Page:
Concurrently on the other side of the Atlantic the Vietnam War led to a sharp rise in the number of U.S citizens who made similar claims. Almost 10,000 were put on trial and convicted; the number of those who, refusing to serve, found various ways to do so was much larger. This time the objectors, merging into a broader protest movement that opposed U.S policies in Southeast Asia, seriously interfered with the war effort.

Several Supreme Court rulings expanded the right to gain an exemption so as to include not only those who based their objections on religious belief but on “deeply held moral and ethical” ones as well. Those rulings in turn contributed to the decision of the Nixon Administration to end conscription in favor of a professional, all- volunteer, force; the kind with which the U.S has fought all is wars since. Starting in the mid-1970s, one developed country after another followed suit. In 1996 even France, which two centuries earlier had pioneered modern conscription, decided to do away with it and re-build professional armed forces instead.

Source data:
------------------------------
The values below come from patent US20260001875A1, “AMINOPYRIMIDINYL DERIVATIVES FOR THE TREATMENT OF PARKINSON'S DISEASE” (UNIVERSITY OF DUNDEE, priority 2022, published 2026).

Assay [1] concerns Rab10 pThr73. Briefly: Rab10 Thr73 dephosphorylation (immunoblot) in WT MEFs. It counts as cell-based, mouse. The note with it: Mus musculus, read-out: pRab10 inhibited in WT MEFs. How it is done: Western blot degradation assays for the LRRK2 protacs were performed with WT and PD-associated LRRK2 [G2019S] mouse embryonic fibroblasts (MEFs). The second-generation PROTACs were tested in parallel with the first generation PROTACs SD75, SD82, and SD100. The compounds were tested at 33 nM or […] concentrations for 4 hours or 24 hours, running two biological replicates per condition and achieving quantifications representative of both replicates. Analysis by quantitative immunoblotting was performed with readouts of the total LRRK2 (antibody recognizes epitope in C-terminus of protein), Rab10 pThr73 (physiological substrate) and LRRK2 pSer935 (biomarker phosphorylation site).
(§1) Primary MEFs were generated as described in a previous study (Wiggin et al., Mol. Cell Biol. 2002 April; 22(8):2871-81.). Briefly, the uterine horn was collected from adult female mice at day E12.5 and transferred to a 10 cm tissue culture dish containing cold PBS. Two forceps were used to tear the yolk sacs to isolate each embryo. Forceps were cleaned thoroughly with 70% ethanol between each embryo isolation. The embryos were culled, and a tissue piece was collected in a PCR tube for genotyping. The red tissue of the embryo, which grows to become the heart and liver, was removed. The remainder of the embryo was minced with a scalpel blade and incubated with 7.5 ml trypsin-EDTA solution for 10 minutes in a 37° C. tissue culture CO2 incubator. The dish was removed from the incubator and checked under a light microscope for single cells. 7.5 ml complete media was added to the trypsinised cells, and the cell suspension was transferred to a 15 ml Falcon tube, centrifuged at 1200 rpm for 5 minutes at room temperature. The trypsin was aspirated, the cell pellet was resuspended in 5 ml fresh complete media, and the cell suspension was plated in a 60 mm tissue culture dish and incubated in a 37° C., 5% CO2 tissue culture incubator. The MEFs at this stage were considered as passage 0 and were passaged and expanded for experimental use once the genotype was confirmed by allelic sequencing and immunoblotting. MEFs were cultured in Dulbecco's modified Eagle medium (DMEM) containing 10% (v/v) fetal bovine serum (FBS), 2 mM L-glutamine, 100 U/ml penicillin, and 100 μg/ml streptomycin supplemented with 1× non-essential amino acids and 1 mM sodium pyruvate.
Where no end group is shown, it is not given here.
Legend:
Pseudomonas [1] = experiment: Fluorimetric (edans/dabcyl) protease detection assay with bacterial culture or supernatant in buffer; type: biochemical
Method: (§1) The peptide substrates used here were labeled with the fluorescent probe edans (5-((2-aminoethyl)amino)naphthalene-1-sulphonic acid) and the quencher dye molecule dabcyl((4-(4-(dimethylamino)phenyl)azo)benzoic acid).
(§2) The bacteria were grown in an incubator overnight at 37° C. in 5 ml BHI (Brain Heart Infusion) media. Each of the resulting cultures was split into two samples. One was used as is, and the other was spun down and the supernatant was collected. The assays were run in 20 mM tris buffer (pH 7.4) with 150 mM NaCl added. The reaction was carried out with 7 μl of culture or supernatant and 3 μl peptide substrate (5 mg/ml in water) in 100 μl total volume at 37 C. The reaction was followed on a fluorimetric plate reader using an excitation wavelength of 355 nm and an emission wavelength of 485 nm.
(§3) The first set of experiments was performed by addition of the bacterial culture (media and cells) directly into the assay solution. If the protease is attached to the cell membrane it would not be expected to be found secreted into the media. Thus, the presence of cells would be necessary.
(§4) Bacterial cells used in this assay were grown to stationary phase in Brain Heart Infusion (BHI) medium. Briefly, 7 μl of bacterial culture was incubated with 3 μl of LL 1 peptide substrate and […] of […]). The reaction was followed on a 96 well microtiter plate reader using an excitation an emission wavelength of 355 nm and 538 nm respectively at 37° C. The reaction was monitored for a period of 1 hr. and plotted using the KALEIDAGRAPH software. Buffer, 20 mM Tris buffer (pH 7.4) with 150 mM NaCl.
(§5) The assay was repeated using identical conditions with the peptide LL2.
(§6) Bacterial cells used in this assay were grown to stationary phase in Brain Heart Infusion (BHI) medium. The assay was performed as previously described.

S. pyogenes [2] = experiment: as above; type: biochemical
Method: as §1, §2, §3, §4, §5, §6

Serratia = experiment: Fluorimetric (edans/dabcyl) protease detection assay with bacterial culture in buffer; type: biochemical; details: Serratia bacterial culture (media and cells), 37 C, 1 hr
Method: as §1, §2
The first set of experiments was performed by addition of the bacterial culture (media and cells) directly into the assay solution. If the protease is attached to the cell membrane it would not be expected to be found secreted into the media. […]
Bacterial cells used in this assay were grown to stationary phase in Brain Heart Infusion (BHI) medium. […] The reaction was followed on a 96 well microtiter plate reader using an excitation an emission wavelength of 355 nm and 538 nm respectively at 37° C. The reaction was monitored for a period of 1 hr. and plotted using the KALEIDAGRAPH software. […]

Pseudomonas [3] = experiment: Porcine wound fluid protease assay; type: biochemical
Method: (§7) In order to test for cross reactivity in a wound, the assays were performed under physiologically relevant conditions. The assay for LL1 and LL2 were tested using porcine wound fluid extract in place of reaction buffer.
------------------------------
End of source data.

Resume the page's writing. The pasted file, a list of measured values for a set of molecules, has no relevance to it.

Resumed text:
The end of conscription should have caused conscientious objectors to become extinct. But this did not happen. Instead, the more rights they obtained the greater their demands. Nowadays in the U.S even uniformed military personnel who joined out of their own free will are entitled to cite conscientious objection to war and ask not to be deployed. In 2014, three quarters of German troops who asked for such an exemption got what they wanted. With this reductio ad absurdum, the state’s surrender to conscience was complete.